In this series about the NZ Land Wars Kelvin Day (Tumuaki of Puke Ariki Museum, New Plymouth) talks about the early commemorations of the Battle of Waireka, Te Ngutu o te Manu and the invasion of Parihaka.
The Battle of Waireka centred around Kaipopo Pa, built by Taranaki iwi following the bombardment of Kohia Pa on 17 March 1860. The south Taranaki pa was built at Ōmata, using fence posts, wire and saplings.
“Following the killing of five settlers at Ōmata there were increasing fears that New Plymouth was under threat, on the 28 March a military force was sent out to Ōmata district to rescue the remainder settlers,” Kelvin Day says.
A military force made up 120 troops and 100 volunteers and militia travelled to Ōmata under the leadership of Lieutenant Colonel Murray to rescue the settlers there. After several hours of firing, Murray followed orders to head back to New Plymouth by dark.
On his way he passed by Captain Cracroft with sixty of his men, it was Cracroft who then stormed Kaipopo Pa.
“Much has been written about this engagement and it is still being dissected and keenly debated today,” says Day.
In commemorating the Battle of Waireka Day says the first official commemoration was held on 29 March 1897 with a formal dinner.
The 40th anniversary was marked with a veteran’s picnic at Ōmata on the 29 March 1900.
At the centennial of the Battle of Waireka in1960 the procession began to include local Māori.
“On the actual day an estimated 600 people were present, including members of the Māori community who had been noticeably absent from previous events, along with military personnel and civic leaders…the proceedings were not carried out at Kaipopo pa but on the nearby redoubt which was a Pākeha military site constructed in 1860. One of the church leaders the Reverend Mangatitoka Cameron gave a particularly perceptive address which was subsequently published in full in the two regional papers.”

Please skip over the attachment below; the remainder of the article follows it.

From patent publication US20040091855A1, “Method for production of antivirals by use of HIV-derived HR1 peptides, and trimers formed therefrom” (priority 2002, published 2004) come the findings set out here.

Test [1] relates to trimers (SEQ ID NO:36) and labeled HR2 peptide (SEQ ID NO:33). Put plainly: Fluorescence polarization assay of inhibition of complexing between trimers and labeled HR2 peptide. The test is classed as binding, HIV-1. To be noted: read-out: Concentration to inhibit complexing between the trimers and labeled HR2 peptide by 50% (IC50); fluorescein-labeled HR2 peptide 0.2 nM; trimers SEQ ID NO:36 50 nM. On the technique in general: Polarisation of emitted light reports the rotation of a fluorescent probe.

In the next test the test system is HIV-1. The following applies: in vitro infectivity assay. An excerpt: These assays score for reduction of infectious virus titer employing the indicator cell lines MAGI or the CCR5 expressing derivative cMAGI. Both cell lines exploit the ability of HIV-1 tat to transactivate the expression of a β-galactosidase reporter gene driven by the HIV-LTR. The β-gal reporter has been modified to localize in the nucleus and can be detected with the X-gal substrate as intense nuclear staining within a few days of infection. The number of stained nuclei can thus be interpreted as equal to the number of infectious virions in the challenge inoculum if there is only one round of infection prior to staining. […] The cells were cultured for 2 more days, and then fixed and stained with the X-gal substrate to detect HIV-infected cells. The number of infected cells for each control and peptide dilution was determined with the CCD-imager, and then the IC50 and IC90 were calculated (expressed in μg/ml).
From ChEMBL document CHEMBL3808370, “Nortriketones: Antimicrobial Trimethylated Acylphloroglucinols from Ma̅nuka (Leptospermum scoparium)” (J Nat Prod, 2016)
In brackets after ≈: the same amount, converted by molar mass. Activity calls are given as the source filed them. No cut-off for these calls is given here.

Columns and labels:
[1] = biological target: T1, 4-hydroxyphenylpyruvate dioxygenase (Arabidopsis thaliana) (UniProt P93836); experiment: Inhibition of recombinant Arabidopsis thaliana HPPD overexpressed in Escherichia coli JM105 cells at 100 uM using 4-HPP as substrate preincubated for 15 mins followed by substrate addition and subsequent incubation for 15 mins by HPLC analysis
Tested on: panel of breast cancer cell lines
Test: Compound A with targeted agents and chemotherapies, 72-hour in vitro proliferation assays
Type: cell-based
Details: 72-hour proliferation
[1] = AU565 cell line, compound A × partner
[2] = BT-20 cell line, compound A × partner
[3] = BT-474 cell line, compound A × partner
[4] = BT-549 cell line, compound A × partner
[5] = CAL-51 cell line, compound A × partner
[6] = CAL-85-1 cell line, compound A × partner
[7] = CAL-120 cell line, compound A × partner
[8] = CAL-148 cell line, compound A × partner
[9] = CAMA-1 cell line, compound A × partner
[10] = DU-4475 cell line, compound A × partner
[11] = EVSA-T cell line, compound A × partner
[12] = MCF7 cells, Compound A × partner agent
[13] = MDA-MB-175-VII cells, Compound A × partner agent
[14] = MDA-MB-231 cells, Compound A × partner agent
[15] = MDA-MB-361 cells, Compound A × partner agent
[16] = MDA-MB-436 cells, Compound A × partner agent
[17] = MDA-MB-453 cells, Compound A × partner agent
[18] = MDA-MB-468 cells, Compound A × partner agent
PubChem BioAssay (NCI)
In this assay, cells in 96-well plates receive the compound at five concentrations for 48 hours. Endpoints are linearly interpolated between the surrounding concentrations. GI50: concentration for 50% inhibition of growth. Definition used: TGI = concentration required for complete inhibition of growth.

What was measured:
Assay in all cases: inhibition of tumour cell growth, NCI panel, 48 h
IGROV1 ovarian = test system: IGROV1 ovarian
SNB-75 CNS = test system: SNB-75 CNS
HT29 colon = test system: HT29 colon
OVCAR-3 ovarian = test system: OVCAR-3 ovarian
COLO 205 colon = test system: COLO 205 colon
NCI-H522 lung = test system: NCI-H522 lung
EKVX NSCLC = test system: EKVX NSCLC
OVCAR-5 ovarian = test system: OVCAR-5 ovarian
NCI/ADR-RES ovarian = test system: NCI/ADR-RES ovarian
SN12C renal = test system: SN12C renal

The invasion of Parihaka
On 5 November 1881 the peaceful settlement of Parihaka was invaded by 1500 colonial troops. The village under the leadership of Te Whiti o Rongomai and Tohu Kakahi was ransacked, the village was dismantled, crops destroyed and acts of violence were inflicted upon the Parihaka people.
On the 22 November, around 600 Kaumatua, children and women remained at Parihaka, who faced ongoing deprivation and violence at the hands of the constabulary who remained there.
Day described the earlier commemorations of the invasion of Parihaka.
“On the 5 November 1931, a celebratory afternoon tea was held in New Plymouth to mark the 50th anniversary of the invasion of Parihaka…the proceedings can only be viewed as somewhat bizarre, statements were made as to how the invasion had led to a permanent peace between Natives and Pākeha.”
According to Day the 75th anniversary was not marked, but the centennial was a different affair.
“Māori from Parihaka were clearly in the driving seat as would be expected considerable discussion took place as to what should happen. A suggested re-enactment of the 1881 invasion was quickly dismissed as inappropriate, leading up to the event a number of buildings were repaired and painted included Te Whiti’s tomb. On the weekend of the centennial over 5000 people descended on Parihaka including many dignitaries and members of parliament in recognition of what was being commemorated, interestingly the local print media was strangely silent on the speeches that would have been made.”
The Govett-Brewster Art Gallery hosted an exhibition about the centennial that included work from 42 artist’s including Ralph Hotere.
In June this year, the then Minister of Treaty Negotiations Chris Finlayson apologised to the Parihaka people for the atrocities inflicted upon them as part of a reconciliation package with the Crown.
Thanks to Te Whare Wānanga o Awanuiārangi for allowing RNZ to record and broadcast this series.